Ten new standards will benefit all

SOLICITORS must lead way when it comes to equality and diversity across the profession, writes Neil Stevenson.

Holyrood has included the ten standards in a major tender for legal services. Picture: Kenny Smith
Holyrood has included the ten standards in a major tender for legal services. Picture: Kenny Smith
Holyrood has included the ten standards in a major tender for legal services. Picture: Kenny Smith

Equality is not just a desirable goal, it is laid down in legislation, and is surely particularly important for solicitors who represent an incredibly diverse range of clients.

In the past decade there has been enormous progress within the profession in relation to equality, which should be celebrated. However, as the Scottish solicitors’ professional body, we are very aware of our duties under current legislation and know that where we have seen little improvement, we have to act.

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So following our renewed three-year equality and diversity strategy, published in January, we have introduced ten new equality standards for the legal profession, along with new guidance on equal pay to sit by our other equality handbooks.

Employers already have legal responsibilities in relation to equality – to every employer, not just the legal profession. In addition to dealing with particular issues such as pay, progression, and the composition of partnerships, we also believe that law firms will gain from being seen as leaders on equality by clients, employees and peers.

We were delighted the Scottish Government immediately included the ten standards in a major tender for legal services, flagging them as something law firms winning work should expect to adopt.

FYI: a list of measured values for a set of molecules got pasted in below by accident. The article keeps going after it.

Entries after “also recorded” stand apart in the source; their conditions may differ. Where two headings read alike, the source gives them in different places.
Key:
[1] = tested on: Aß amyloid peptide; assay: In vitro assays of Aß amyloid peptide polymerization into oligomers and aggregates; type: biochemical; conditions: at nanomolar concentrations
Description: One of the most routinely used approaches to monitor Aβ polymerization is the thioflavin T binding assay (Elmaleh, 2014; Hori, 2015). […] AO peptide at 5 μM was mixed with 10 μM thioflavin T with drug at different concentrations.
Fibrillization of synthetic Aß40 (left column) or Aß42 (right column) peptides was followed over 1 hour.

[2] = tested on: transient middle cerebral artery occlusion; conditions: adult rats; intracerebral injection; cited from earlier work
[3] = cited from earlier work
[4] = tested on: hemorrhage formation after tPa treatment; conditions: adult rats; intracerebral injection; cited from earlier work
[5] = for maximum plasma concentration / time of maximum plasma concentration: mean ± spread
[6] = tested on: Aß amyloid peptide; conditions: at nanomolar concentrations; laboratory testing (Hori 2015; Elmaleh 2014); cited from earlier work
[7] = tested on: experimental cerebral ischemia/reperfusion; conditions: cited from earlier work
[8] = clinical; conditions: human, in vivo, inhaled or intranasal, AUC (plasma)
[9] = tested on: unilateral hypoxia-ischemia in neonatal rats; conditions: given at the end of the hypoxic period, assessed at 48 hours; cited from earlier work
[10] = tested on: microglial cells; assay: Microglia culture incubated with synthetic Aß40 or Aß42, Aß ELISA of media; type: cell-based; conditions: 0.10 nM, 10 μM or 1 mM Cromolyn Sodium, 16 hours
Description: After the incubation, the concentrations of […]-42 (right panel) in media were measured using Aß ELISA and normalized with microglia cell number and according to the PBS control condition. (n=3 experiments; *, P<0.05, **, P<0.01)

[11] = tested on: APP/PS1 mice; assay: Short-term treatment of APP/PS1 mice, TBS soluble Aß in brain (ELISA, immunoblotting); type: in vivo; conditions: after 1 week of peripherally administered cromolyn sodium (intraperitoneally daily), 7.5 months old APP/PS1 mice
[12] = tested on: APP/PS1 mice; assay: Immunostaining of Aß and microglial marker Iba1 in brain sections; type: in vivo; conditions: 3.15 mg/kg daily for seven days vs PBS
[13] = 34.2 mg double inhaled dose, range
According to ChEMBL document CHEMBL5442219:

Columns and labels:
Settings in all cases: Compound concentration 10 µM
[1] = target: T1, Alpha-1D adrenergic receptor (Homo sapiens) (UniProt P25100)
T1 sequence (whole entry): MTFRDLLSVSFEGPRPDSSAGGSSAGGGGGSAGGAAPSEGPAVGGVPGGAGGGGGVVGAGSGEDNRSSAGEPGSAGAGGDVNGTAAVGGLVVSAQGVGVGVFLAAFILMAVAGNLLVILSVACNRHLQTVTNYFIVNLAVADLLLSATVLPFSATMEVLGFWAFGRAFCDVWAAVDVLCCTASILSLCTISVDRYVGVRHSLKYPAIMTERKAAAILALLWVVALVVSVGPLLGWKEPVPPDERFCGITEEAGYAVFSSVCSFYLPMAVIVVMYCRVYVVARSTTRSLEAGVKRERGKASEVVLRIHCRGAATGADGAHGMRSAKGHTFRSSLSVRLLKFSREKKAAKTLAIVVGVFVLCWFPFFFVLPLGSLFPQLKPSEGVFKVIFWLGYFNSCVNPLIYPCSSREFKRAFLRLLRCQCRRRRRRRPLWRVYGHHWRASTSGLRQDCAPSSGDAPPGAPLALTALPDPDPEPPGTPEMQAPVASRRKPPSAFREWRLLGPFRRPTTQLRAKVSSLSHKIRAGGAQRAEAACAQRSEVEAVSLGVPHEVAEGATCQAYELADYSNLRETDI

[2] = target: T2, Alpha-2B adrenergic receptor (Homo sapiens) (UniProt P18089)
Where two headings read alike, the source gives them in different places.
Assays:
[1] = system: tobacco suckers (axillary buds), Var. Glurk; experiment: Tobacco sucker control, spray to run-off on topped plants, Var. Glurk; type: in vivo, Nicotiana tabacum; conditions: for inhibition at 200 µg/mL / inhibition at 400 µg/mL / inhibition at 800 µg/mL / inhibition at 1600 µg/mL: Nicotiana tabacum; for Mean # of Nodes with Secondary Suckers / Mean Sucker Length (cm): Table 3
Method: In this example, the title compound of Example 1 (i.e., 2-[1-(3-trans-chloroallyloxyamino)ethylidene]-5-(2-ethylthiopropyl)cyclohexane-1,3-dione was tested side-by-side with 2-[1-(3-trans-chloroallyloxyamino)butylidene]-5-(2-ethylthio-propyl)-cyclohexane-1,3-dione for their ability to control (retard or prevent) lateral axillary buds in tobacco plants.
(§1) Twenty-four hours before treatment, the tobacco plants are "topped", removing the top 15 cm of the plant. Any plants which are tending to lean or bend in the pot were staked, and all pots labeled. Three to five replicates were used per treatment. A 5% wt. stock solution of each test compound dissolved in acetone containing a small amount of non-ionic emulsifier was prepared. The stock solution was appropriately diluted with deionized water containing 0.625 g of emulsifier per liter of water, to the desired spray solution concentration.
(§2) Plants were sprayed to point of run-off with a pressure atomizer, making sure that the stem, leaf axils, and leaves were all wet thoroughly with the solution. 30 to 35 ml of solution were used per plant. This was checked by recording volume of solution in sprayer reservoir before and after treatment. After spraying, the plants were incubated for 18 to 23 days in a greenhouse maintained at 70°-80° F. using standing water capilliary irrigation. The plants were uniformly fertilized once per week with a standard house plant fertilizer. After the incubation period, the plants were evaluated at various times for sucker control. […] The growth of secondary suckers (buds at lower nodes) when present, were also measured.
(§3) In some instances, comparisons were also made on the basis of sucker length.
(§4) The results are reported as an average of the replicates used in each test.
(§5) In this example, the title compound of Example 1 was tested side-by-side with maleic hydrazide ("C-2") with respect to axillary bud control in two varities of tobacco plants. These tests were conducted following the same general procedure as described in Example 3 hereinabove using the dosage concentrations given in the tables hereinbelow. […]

The ten standards are designed to apply to firms and organisations of all sizes. While they are voluntary, we are considering making them more formal “guidance” (to be considered when a complaint is made).

The new standards focus on areas where we have seen limited progress – having a named equality lead and creating an equality strategy with measurable objectives and which is informed by monitoring the workforce – and references the protected characteristics (which include gender, race, disability, sexual orientation and others).

They also include providing equality and diversity training for staff, public reporting on the strategy, publication of a statement on equal pay for larger organisations, as well as publication of gender pay gap figures and details for clients on how to access services if they have specific needs around language, formats of materials or in attending a meeting.

We have now undertaken specific equality research for the past decade, including three profession-wide surveys which generated a huge response (more than 3,000 each time).

Additional focus groups and examination of other professions and jurisdictions have formed part of our evidence base and we have carried out work with organisations including the Judicial Appointments Board for Scotland and other justice bodies, on access to legal services. From this we could see strong support for developing a more prescriptive set of standards. Development work for the newly launched equality strategy took place over 2013 and 2014, and we carried out a lengthy consultation on having a simple set of core standards likely to drive improvements in key areas and on a framework to assist firms that want to show ongoing commitment. Overall support for the proposals was very positive. On the specific issue of equal pay, we must be robust. After a decade of Society guidance and 45 years of equal pay legislation, there is still a gender pay gap of up to 42 per cent visible in the profession at certain levels. As a profession we cannot ignore that.

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The profession is increasingly youthful, with 56 per cent of solicitors under 45. More women than ever are choosing to become solicitors, with an almost equal (51/49) overall male/female split. However, 69 per cent of female solicitors are under 45, so we must continue to address equality issues to ensure both men and women who want to progress in their legal careers, can do so.

We want to empower individuals with information to let them ask their employers if they can guarantee equal pay is being delivered. It’s hard to provide assurance on this without an equal pay audit.

We would be delighted to work with a small number of firms on implementing the approach to create case studies for the profession, so would encourage firms to get in touch. It will be interesting to monitor the impact this has.

• Neil Stevenson is Director of Representation and Support at the Law Society of Scotland, www.lawscot.org.uk/diversity